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Interest Rate Stepping, Interest Rate Smoothing and Uncertainty: Some Views from the Literature

  • W.H. Verhagen
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    This report analyses some of the reasons mentioned in the literature as to why central banks change interest rates at discrete intervals in the face of a continuously changing environment (interest rate stepping) and why they seem to prefer to implement changes in a series of small steps (interest rate smoothing). Despite the fact that both seem difficult to explain within the certainty equivalent optimal control framework frequently used to study monetary policy, it appears that modifying some of the assumptions of these models go a long way in explaining these phenomena. In particular, replacing the assumption that all uncertainty takes the form of additive shocks with known probability distributions with perhaps more realistic ways to model uncertainty will often yield stepping and smoothing as features of an optimal interest rate rule.

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    File URL: http://www.dnb.nl/binaries/wo0683_tcm46-145981.pdf
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    Paper provided by Netherlands Central Bank, Research Department in its series WO Research Memoranda (discontinued) with number 683.

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    Date of creation: 2002
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    Handle: RePEc:dnb:wormem:683
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    1. Woodford, Michael, 1999. "Optimal monetary policy inertia," CFS Working Paper Series 1999/09, Center for Financial Studies (CFS).
    2. Svensson, Lars E. O., 1997. "Inflation forecast targeting: Implementing and monitoring inflation targets," European Economic Review, Elsevier, vol. 41(6), pages 1111-1146, June.
    3. Marvin Goodfriend, 1990. "Interest rates and the conduct of monetary policy," Working Paper 90-06, Federal Reserve Bank of Richmond.
    4. Cukierman, Alex & Meltzer, Allan H, 1986. "A Theory of Ambiguity, Credibility, and Inflation under Discretion and Asymmetric Information," Econometrica, Econometric Society, vol. 54(5), pages 1099-1128, September.
    5. David Backus & John Driffill, 1984. "Inflation and Reputation," Working Papers 560, Queen's University, Department of Economics.
    6. Eijffinger, S.C.W. & Schaling, E. & Verhagen, W.H., 1999. "A Theory of Interest Rate Stepping : Inflation Targeting in a Dynamic Menu Cost Model," Discussion Paper 1999-71, Tilburg University, Center for Economic Research.
    7. Robert J. Barro, 1986. "Reputation in a Model of Monetary Policy with Incomplete Information," NBER Working Papers 1794, National Bureau of Economic Research, Inc.
    8. Friedman, Milton, 1970. "A Theoretical Framework for Monetary Analysis," Journal of Political Economy, University of Chicago Press, vol. 78(2), pages 193-238, March-Apr.
    9. Alan S. Blinder, 1999. "Central Banking in Theory and Practice," MIT Press Books, The MIT Press, edition 1, volume 1, number 0262522608.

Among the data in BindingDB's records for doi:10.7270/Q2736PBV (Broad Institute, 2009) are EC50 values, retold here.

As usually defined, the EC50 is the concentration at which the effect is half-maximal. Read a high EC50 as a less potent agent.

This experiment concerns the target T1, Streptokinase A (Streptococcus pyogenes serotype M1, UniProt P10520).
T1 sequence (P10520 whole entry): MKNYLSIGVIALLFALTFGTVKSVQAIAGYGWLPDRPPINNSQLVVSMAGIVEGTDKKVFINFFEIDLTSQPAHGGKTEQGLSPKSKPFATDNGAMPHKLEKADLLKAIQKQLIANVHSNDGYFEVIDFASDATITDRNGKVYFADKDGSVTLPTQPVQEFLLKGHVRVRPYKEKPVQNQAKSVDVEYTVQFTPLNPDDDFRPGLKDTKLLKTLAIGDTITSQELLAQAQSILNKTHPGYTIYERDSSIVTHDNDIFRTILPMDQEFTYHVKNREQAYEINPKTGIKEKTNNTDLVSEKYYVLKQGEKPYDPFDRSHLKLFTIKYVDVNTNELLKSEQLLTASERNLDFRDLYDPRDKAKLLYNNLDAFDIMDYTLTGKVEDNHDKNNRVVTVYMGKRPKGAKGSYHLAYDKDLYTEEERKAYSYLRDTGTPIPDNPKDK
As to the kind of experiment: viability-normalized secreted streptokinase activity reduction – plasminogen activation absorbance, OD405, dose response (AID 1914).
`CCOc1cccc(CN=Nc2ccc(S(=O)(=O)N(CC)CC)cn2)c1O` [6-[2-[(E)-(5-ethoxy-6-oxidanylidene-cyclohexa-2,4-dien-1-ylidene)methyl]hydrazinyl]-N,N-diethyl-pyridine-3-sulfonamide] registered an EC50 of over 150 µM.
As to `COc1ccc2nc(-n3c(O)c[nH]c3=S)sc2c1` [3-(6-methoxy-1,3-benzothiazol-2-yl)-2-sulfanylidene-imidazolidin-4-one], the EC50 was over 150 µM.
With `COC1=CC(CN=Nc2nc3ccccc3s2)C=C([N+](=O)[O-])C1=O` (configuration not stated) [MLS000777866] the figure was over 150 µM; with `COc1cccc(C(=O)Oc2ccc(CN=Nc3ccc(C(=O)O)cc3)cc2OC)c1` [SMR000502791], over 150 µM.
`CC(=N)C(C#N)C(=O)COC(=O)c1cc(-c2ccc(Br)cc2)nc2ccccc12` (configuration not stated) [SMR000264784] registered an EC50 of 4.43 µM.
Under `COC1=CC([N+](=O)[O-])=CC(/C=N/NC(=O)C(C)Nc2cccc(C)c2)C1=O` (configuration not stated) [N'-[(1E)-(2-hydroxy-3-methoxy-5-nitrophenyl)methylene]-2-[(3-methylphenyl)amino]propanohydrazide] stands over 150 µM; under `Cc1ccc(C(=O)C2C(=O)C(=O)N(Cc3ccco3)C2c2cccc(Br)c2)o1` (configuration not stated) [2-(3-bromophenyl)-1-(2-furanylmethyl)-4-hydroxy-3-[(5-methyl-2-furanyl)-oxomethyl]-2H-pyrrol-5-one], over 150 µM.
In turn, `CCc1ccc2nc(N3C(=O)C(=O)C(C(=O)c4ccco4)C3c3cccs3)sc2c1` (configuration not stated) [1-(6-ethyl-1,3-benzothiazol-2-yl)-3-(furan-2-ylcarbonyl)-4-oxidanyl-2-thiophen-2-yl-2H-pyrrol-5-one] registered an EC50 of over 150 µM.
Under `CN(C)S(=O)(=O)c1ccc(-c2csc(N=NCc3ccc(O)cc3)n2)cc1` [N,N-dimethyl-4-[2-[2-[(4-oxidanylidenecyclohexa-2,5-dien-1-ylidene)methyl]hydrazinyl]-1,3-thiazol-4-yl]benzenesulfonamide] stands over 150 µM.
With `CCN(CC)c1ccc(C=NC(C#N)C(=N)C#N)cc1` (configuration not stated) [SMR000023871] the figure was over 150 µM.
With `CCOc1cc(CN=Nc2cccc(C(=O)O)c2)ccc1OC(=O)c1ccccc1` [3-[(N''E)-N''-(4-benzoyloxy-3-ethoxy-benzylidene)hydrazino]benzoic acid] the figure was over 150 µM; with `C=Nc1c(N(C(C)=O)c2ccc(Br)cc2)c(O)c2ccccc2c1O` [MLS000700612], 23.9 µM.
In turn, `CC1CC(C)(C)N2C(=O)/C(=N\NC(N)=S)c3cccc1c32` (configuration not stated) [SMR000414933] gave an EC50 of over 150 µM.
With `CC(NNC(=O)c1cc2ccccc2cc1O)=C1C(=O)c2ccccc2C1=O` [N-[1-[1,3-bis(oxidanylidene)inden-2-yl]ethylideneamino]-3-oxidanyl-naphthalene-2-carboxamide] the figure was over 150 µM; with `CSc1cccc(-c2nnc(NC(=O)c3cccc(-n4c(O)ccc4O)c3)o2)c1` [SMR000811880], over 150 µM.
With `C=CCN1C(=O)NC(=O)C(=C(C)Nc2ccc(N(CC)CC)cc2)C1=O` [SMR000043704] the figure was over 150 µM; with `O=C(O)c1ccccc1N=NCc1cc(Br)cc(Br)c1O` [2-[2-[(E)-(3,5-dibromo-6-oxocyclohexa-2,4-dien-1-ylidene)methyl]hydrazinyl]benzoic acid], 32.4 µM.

10. Richard Clarida & Jordi Galí & Mark Gertler, 1997. "The science of monetary policy: A new Keynesian perspective," Economics Working Papers 356, Department of Economics and Business, Universitat Pompeu Fabra, revised Apr 1999.
    11. Alex Cukierman, 2002. "Are contemporary central banks transparent about economic models and objectives and what difference does it make?," Review, Federal Reserve Bank of St. Louis, issue Jul, pages 15-36.
    12. Peter von zur Muehlen, 2001. "Activist vs. non-activist monetary policy: optimal rules under extreme uncertainty," Finance and Economics Discussion Series 2001-02, Board of Governors of the Federal Reserve System (U.S.).
    13. Lucas, Robert Jr, 1976. "Econometric policy evaluation: A critique," Carnegie-Rochester Conference Series on Public Policy, Elsevier, vol. 1(1), pages 19-46, January.
    14. Cukierman Alex, 1992. "Central Bank Strategy, Credibility, And Independance: Theory And Evidence," Journal des Economistes et des Etudes Humaines, De Gruyter, vol. 3(4), pages 10, December.
    15. McCallum, Bennett T, 1995. "Two Fallacies Concerning Central-Bank Independence," American Economic Review, American Economic Association, vol. 85(2), pages 207-11, May.
    16. Rudebusch, Glenn D., 1995. "Federal Reserve interest rate targeting, rational expectations, and the term structure," Journal of Monetary Economics, Elsevier, vol. 35(2), pages 245-274, April.
    17. Glenn D. Rudebusch, 2001. "Term structure evidence on interest rate smoothing and monetary policy inertia," Working Paper Series 2001-02, Federal Reserve Bank of San Francisco.
    18. Kenneth Rogoff, 1985. "The Optimal Degree of Commitment to an Intermediate Monetary Target," The Quarterly Journal of Economics, Oxford University Press, vol. 100(4), pages 1169-1189.
    19. Philip Lowe & Luci Ellis, 1997. "The Smoothing of Official Interest Rates," RBA Annual Conference Volume, in: Philip Lowe (ed.), Monetary Policy and Inflation Targeting Reserve Bank of Australia.
    20. Charles Goodhart, 1998. "Central Bankers and Uncertainty," FMG Special Papers sp106, Financial Markets Group.
    21. Sargent, Thomas J & Wallace, Neil, 1975. ""Rational" Expectations, the Optimal Monetary Instrument, and the Optimal Money Supply Rule," Journal of Political Economy, University of Chicago Press, vol. 83(2), pages 241-54, April.
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